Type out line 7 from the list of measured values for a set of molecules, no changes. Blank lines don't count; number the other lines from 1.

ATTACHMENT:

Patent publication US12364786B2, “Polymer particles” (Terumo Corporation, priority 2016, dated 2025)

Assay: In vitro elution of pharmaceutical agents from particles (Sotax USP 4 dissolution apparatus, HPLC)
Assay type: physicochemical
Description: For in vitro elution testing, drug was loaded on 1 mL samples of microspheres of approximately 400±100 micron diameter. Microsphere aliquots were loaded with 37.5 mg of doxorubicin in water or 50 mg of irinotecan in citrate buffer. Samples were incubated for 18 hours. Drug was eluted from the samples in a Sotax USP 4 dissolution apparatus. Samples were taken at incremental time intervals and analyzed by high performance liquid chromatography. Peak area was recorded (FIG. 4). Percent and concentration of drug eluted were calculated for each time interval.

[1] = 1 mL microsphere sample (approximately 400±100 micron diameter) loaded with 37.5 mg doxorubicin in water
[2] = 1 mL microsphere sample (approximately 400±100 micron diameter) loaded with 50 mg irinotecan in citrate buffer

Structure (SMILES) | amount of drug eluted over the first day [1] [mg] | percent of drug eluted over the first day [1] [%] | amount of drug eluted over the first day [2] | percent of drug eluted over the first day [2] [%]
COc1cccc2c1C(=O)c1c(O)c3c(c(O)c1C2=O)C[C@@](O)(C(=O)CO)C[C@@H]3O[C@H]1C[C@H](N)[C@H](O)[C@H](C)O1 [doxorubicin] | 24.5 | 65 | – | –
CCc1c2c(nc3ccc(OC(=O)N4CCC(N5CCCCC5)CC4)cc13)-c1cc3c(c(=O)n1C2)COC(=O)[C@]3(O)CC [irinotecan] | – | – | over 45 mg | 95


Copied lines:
Structure (SMILES) | amount of drug eluted over the first day [1] [mg] | percent of drug eluted over the first day [1] [%] | amount of drug eluted over the first day [2] | percent of drug eluted over the first day [2] [%]